How busy is your mind? Can you concentrate easily? The following little exercise gauges your CQ (Concentration Quotient):
Think of a beautiful white swan. It looks neither left nor right but just slowly and majestically glides across the surface of a pond. It barely causes ripples in the water. Just keep thinking of that swan. Try to form a clear image and then hold it as steadily as possible in your mind while slowly counting down from 100.
How far did you manage to count before your mental image of the swan faded into thin air or another thought intruded? Was it 97 or 96? Perhaps you lost your concentration with the count of 99. You may have been able to continue your counting for several more numbers, but reaching much beyond 96 is unusual for most beginners. If you did, your power of concentration is good — only a yogi or yogini can count all the way to 0 and think of the swan.
If you think you didn't do well with this exercise because visualizing isn't your strong suit, try this one for good measure:
Sit quietly. Take a few deep breaths and then let your mind go totally blank. No thoughts, no images, no counting — no ripples in your mental pond at all. Just sit. Just be.
How did you do? Don't feel bad if your concentration exercise went something like this:
". . . Okay, I'm not thinking. Heck, that's a thought, isn't it? Let me try again. . . . That's much better. See? Having no images isn't that difficult. And what was that about counting? I didn't do too well with the counting test, but I hate tests. Oh darn, I'm thinking again. Okay, back to no thoughts. . . ."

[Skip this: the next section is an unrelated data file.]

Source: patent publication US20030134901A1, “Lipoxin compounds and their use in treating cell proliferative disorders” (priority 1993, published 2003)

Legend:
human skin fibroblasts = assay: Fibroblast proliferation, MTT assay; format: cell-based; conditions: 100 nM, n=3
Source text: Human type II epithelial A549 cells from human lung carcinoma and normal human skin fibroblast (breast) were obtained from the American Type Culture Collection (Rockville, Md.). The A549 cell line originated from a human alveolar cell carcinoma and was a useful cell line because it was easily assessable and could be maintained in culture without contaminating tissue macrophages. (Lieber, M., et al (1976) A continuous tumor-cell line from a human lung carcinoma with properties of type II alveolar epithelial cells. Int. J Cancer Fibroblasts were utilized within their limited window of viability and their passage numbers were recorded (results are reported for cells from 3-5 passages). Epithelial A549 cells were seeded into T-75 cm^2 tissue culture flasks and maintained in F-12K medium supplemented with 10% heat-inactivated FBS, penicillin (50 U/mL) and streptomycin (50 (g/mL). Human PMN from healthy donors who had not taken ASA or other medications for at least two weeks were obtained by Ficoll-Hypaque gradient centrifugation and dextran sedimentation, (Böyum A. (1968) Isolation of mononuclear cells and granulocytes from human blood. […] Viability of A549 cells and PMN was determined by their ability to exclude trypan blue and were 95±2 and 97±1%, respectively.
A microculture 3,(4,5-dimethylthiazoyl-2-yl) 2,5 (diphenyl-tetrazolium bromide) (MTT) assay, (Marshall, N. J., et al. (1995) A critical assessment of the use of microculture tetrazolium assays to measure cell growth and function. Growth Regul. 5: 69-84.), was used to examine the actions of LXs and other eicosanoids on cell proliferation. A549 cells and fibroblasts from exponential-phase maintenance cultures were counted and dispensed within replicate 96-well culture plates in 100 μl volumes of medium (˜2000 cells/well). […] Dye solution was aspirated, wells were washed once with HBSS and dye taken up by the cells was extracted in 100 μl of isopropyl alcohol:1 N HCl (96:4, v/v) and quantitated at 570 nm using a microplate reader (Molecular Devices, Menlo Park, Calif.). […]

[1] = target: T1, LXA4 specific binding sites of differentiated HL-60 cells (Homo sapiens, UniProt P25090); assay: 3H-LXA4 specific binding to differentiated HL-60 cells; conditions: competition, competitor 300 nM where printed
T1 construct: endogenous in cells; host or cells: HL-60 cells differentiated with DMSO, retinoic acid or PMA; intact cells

Don't be discouraged if your mind is a veritable speed train and your concentration is too poor to slow it down. Your mind's forward charge merely means that you have room for improvement, and you will improve with practice. Distraction isn't negative in itself. Instead, you can look at your lack of clear concentration as an opportunity to gently refocus your attention. As you refocus repeatedly, your mind can become more obedient. Think of your mind as a spirited foal that exuberantly gallops around the meadow. With a little training, that frisky colt can become an excellent racehorse. The following sections delve into how concentration works and what it can do for you.
According to Raja Yoga, as described in the Yoga-Sutra of Patanjali, the yogic path comprises eight limbs (anga). The first five limbs — moral discipline, self-restraint, posture, breath control, and sensory inhibition — are called outer limbs. These practices belong to the entrance hall of Yoga's vast mansion. In the interior of the estate you find concentration, meditation, and ecstasy, known as the inner limbs. You can successfully practice these inner limbs only after you achieve a certain degree of mastery in the other five practices.
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